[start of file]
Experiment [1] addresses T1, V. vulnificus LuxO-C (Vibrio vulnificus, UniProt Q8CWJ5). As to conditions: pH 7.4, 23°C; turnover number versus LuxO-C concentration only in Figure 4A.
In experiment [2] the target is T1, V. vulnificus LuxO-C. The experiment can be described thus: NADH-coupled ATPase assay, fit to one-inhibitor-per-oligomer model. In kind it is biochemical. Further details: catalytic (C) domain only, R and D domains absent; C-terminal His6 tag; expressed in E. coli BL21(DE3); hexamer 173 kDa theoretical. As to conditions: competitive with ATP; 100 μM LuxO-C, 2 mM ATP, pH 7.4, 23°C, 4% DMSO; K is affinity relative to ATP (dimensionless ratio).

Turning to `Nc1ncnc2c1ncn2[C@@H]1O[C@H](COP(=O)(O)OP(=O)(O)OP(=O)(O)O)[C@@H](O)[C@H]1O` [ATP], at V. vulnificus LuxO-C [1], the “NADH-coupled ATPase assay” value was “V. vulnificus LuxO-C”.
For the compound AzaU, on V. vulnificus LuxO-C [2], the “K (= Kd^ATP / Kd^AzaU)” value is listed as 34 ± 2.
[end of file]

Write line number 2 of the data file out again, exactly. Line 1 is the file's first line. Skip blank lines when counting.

In experiment [2] the target is T1, V. vulnificus LuxO-C. The experiment can be described thus: NADH-coupled ATPase assay, fit to one-inhibitor-per-oligomer model. In kind it is biochemical. Further details: catalytic (C) domain only, R and D domains absent; C-terminal His6 tag; expressed in E. coli BL21(DE3); hexamer 173 kDa theoretical. As to conditions: competitive with ATP; 100 μM LuxO-C, 2 mM ATP, pH 7.4, 23°C, 4% DMSO; K is affinity relative to ATP (dimensionless ratio).